Drop the Super Dissolve in as a transition and you have control over blending modes, layer order, easing controls with timing, and the blurring of the outgoing and/or incoming image. Since you have control over the outgoing and incoming clips separately, different values can be applied to either side, thus enabling an asymmetrical effect. For example, a quick fade with a blur off the outgoing clip, while bringing the incoming side up more slowly. As with the default FCPX dissolve, there’s also an audio crossfade adjustment, since FCPX transitions can effect both audio and video when these elements are combined. If you really like the ability to finesse your transitions, then Super Dissolve hits the spot.

XEffects Audio Fades

df1416_tools_6Free is good, so check out Idustrial Revolution’s free effects. Although they are primarily a video effects developer for Motion and Final Cut Pro X, they recently added a set of audio fade presets for FCPX. Download and install the free pack and you’ll find the XEffects Fades group in the audio plug-ins section of your effects palette.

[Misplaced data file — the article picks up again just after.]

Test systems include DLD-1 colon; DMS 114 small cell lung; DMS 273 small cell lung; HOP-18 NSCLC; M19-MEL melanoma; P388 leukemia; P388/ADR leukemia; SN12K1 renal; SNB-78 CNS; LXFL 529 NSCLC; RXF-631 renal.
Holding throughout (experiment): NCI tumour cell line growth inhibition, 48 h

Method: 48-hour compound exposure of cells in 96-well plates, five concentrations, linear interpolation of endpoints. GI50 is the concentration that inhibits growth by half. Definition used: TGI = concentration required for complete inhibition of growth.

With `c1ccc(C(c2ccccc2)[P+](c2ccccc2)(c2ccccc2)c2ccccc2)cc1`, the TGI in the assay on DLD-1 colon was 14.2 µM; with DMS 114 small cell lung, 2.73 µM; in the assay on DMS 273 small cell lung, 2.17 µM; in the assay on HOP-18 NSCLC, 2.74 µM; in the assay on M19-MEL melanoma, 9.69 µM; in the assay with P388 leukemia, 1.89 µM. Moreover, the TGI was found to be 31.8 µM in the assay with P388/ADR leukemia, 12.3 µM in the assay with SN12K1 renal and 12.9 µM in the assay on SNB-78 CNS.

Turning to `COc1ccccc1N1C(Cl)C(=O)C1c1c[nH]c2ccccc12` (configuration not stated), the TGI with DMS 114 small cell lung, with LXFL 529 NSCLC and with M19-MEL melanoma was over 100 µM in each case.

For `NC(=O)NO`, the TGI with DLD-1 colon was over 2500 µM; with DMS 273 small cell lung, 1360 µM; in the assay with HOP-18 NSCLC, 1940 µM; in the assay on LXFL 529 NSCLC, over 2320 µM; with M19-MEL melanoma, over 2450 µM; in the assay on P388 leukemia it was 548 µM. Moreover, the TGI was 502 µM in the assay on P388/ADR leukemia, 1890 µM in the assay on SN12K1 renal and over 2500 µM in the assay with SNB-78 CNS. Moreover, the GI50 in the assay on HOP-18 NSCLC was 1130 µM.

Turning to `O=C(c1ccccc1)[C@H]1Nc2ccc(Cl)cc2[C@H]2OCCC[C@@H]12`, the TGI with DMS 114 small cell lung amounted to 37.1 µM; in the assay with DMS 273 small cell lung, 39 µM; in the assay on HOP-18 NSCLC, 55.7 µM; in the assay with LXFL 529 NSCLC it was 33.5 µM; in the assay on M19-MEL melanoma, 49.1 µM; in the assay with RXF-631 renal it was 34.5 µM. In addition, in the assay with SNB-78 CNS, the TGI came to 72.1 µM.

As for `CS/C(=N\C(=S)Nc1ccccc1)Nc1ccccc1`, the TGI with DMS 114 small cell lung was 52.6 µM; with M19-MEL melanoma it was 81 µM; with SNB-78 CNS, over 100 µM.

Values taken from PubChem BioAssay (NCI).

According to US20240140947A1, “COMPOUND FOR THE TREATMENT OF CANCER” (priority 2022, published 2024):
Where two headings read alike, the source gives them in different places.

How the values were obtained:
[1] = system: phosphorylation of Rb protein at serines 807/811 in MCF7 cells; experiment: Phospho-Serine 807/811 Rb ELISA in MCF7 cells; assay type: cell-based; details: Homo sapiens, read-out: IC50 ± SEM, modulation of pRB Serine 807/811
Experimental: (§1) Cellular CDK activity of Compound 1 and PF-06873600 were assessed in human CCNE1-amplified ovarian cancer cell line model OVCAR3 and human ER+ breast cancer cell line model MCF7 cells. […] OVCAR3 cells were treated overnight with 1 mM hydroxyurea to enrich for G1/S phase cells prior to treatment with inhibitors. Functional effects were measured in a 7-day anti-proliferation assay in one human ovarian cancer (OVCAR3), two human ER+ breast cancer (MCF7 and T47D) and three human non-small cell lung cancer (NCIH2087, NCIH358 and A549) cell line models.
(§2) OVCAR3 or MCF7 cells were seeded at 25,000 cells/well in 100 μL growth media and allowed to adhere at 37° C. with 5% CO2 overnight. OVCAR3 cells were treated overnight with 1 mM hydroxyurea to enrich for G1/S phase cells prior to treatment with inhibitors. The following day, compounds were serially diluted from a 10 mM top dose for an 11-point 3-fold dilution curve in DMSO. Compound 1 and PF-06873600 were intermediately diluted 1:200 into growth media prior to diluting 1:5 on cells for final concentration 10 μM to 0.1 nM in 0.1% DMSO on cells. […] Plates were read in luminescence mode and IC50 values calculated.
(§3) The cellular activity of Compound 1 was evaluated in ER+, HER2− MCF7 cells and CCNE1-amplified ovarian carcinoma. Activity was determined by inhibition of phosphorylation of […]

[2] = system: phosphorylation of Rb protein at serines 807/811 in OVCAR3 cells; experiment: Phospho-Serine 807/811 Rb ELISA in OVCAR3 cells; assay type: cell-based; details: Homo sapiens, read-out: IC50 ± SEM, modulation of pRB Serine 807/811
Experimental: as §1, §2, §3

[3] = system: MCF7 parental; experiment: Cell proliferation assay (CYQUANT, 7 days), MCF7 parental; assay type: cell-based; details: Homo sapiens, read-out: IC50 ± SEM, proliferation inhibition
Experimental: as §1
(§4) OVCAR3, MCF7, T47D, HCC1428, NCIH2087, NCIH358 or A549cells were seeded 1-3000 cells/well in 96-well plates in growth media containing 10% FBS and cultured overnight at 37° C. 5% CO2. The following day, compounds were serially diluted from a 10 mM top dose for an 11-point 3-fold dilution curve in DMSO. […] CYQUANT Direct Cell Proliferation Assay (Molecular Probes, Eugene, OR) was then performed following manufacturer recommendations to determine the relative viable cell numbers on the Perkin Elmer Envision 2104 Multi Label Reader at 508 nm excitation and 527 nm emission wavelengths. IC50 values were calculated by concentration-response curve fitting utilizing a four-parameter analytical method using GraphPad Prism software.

XEffects Fades includes a set of preset fade handles, which are applied to the audio on your timeline clips. Drag-and-drop the preset with the fade length closest to what you want and it automatically adjusts the fade handle length at both ends of that audio clip. If you want to tweak the length, apply the effect first and then adjust the length puck on the clip as needed. Existing lengths will be overwritten when you drop the effect onto the clip, so make sure you make these adjustments last.

AudioDenoise and EchoRemover

df1416_tools_5CrumplePop is another developer known for its video effects; but they, too have decided to add audio effects to their repertoire. AudioDenoise and EchoRemover are two Final Cut Pro X plug-ins sold through the FxFactory application. These two effects are easy-to-use Apple Audio Units filters designed to improve poorly recorded location audio. As with Apple’s own built-in controls, each filter includes a few sliders to adjust strength and how the effect is applied. When applying any audio “clean up” filter, a little goes a long way. If you use it to its extreme range, the result sounds like you are underwater. Nevertheless, these two filters do a very nice job with poor audio, without presenting the cost and complexity of other well-known audio products.

Alex4D Animated Transitions